After what many have described as the most unprecedented presidential election in modern U.S. history, it seems little has changed. Presidential politics still dominates the headlines.
Unless you tune out, turn off or simply run away, it’s easy to let the prevailing tide of partisanship and civil division steamroll even the most diplomatic among us. In fact, a CNN poll showed that 53 percent of Americans were dreading the thought of talking politics over Thanksgiving dinner after such a contentious political season. The same will be true of Christmas.
It’s easy to believe that America has somehow been permanently injured, that we have little hope of ever coming back together. But this polarizing tug-of-war is nothing new to the American experiment.
Thomas Jefferson, while acting as Secretary of State in George Washington’s Cabinet, went as far as establishing a newspaper,The National Gazette, in order to viciously besmirch his political foes—Washington included—as disloyal and even treasonous. In perhaps the most famous personal conflict in American history, sitting Vice President Aaron Burr shot and killed the former Secretary of the Treasury, Alexander Hamilton, in their infamous duel. And let us not forget the great crucible of the Civil War, which nearly ripped the nation into two literal parts but for the sacrifice of hundreds of thousands of American lives.
We have been divided as a nation before—much more so than we are even now—and these divisions have spurred us forward as a people. Previous eras of discord did not doom America. Rather, we have, time and again, gone on to survive and even thrive.
It was the Civil War that gave us emancipation; the Great Depression that inspired FDR to declare our “freedom from fear”; it was Pearl Harbor that led Allied Forces toward establishing the longest era of peace among Western Nations in history; it was Dr. King’s marches that ended Jim Crow and segregation; and it was a Cold War that helped catapult us to the moon.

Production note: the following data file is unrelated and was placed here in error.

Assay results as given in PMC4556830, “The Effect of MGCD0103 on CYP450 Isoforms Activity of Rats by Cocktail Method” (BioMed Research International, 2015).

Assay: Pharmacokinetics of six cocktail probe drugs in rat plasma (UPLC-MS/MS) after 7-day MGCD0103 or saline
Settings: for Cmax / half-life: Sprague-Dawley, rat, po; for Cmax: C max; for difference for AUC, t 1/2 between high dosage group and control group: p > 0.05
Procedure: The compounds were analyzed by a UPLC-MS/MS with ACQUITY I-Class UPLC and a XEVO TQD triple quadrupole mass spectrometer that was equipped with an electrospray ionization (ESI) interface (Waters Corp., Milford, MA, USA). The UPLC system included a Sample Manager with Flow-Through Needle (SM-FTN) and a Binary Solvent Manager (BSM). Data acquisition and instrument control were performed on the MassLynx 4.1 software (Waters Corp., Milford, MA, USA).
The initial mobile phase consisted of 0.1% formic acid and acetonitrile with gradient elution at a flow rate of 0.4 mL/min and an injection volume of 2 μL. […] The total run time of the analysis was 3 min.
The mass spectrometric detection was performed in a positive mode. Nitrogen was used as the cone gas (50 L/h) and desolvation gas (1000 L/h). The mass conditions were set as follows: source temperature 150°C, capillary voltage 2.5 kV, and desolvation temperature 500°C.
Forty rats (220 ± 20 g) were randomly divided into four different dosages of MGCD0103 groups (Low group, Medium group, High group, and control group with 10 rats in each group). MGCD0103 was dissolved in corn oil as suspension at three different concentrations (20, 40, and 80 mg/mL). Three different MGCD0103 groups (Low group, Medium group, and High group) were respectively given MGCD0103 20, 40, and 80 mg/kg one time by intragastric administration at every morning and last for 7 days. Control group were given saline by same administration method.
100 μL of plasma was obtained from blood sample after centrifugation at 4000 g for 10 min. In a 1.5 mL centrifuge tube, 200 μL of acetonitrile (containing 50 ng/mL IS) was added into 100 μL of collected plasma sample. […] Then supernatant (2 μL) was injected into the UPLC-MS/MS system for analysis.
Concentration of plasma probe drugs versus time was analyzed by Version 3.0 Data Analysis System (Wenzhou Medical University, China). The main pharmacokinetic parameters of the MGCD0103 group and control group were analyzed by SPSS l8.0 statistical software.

This current division can ultimately result in our finest hour, too. Times like these have a way of shaking us from our self-imposed silos to a place of honest self-reflection—if we allow them to.
As a pastor who loves America and wants nothing but the best for her, allow me to quote from Ecclesiastes 7:18, which reveals a profound and simple truth:
It is good to grasp the one and not let go of the other. Whoever fears God will avoid all extremes.
These timeless words, written thousands of years ago, remind us there is wisdom in moderation. They are a guard against becoming so convinced of the rightness of our own political opinions—wherever they are on the political spectrum—that we lose touch with each other.
It is good to have opinions and to defend those ideas in the public square (or the dinner table, beside a willing audience) with as much eloquence, wit and persuasion as you can summon. That is the essence of the democracy we are all so fortunate to call home.